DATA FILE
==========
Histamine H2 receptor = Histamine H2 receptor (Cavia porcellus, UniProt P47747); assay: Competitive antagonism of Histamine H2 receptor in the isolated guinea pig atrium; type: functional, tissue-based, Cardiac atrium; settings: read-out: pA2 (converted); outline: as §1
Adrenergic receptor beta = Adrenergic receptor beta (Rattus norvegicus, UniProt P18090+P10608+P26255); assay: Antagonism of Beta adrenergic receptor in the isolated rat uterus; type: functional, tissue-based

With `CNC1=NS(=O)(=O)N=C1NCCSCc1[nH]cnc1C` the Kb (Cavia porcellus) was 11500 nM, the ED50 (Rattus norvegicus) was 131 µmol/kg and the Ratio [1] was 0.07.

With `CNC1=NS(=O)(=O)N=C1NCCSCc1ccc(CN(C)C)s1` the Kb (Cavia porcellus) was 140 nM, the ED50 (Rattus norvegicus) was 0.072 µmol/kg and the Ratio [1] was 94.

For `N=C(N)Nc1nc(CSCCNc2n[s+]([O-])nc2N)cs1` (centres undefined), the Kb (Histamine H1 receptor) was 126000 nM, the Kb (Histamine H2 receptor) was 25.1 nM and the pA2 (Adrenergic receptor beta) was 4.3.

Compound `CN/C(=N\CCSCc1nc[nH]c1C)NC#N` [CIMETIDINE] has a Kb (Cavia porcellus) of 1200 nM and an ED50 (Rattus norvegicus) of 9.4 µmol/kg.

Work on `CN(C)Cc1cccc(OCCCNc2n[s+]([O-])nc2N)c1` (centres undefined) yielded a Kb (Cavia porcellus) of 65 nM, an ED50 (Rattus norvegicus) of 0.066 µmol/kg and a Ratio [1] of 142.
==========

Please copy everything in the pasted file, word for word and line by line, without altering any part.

Histamine H2 receptor = Histamine H2 receptor (Cavia porcellus, UniProt P47747); assay: Competitive antagonism of Histamine H2 receptor in the isolated guinea pig atrium; type: functional, tissue-based, Cardiac atrium; settings: read-out: pA2 (converted); outline: as §1
Adrenergic receptor beta = Adrenergic receptor beta (Rattus norvegicus, UniProt P18090+P10608+P26255); assay: Antagonism of Beta adrenergic receptor in the isolated rat uterus; type: functional, tissue-based

With `CNC1=NS(=O)(=O)N=C1NCCSCc1[nH]cnc1C` the Kb (Cavia porcellus) was 11500 nM, the ED50 (Rattus norvegicus) was 131 µmol/kg and the Ratio [1] was 0.07.

With `CNC1=NS(=O)(=O)N=C1NCCSCc1ccc(CN(C)C)s1` the Kb (Cavia porcellus) was 140 nM, the ED50 (Rattus norvegicus) was 0.072 µmol/kg and the Ratio [1] was 94.

For `N=C(N)Nc1nc(CSCCNc2n[s+]([O-])nc2N)cs1` (centres undefined), the Kb (Histamine H1 receptor) was 126000 nM, the Kb (Histamine H2 receptor) was 25.1 nM and the pA2 (Adrenergic receptor beta) was 4.3.

Compound `CN/C(=N\CCSCc1nc[nH]c1C)NC#N` [CIMETIDINE] has a Kb (Cavia porcellus) of 1200 nM and an ED50 (Rattus norvegicus) of 9.4 µmol/kg.

Work on `CN(C)Cc1cccc(OCCCNc2n[s+]([O-])nc2N)c1` (centres undefined) yielded a Kb (Cavia porcellus) of 65 nM, an ED50 (Rattus norvegicus) of 0.066 µmol/kg and a Ratio [1] of 142.